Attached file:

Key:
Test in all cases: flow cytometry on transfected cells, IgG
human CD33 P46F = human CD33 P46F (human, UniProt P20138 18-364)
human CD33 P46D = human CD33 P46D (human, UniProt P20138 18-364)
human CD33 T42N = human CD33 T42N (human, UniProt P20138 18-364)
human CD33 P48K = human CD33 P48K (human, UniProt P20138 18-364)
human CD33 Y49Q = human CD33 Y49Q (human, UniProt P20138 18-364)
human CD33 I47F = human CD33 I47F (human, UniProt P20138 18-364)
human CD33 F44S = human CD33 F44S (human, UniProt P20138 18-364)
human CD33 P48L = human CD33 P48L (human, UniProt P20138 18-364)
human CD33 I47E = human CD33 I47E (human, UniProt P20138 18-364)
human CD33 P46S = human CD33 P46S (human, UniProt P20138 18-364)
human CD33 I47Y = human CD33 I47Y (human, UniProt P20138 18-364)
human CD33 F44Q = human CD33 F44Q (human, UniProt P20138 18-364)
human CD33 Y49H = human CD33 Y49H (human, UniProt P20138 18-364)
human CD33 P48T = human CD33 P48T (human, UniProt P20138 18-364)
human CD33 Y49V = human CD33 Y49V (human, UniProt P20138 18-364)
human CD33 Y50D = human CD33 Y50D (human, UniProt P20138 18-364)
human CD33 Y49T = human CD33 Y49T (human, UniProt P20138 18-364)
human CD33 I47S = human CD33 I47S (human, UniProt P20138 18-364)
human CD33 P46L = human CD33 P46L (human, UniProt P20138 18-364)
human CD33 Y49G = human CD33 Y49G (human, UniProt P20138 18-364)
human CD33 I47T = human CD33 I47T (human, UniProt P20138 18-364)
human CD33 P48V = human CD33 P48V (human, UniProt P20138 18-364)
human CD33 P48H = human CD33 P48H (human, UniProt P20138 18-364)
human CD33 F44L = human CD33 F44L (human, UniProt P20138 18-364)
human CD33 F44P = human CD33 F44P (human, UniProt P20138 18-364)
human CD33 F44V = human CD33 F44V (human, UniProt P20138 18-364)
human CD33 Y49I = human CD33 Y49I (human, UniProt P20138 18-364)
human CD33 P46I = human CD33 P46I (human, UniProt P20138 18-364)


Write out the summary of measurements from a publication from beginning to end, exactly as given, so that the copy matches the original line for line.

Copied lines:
Key:
Test in all cases: flow cytometry on transfected cells, IgG
human CD33 P46F = human CD33 P46F (human, UniProt P20138 18-364)
human CD33 P46D = human CD33 P46D (human, UniProt P20138 18-364)
human CD33 T42N = human CD33 T42N (human, UniProt P20138 18-364)
human CD33 P48K = human CD33 P48K (human, UniProt P20138 18-364)
human CD33 Y49Q = human CD33 Y49Q (human, UniProt P20138 18-364)
human CD33 I47F = human CD33 I47F (human, UniProt P20138 18-364)
human CD33 F44S = human CD33 F44S (human, UniProt P20138 18-364)
human CD33 P48L = human CD33 P48L (human, UniProt P20138 18-364)
human CD33 I47E = human CD33 I47E (human, UniProt P20138 18-364)
human CD33 P46S = human CD33 P46S (human, UniProt P20138 18-364)
human CD33 I47Y = human CD33 I47Y (human, UniProt P20138 18-364)
human CD33 F44Q = human CD33 F44Q (human, UniProt P20138 18-364)
human CD33 Y49H = human CD33 Y49H (human, UniProt P20138 18-364)
human CD33 P48T = human CD33 P48T (human, UniProt P20138 18-364)
human CD33 Y49V = human CD33 Y49V (human, UniProt P20138 18-364)
human CD33 Y50D = human CD33 Y50D (human, UniProt P20138 18-364)
human CD33 Y49T = human CD33 Y49T (human, UniProt P20138 18-364)
human CD33 I47S = human CD33 I47S (human, UniProt P20138 18-364)
human CD33 P46L = human CD33 P46L (human, UniProt P20138 18-364)
human CD33 Y49G = human CD33 Y49G (human, UniProt P20138 18-364)
human CD33 I47T = human CD33 I47T (human, UniProt P20138 18-364)
human CD33 P48V = human CD33 P48V (human, UniProt P20138 18-364)
human CD33 P48H = human CD33 P48H (human, UniProt P20138 18-364)
human CD33 F44L = human CD33 F44L (human, UniProt P20138 18-364)
human CD33 F44P = human CD33 F44P (human, UniProt P20138 18-364)
human CD33 F44V = human CD33 F44V (human, UniProt P20138 18-364)
human CD33 Y49I = human CD33 Y49I (human, UniProt P20138 18-364)
human CD33 P46I = human CD33 P46I (human, UniProt P20138 18-364)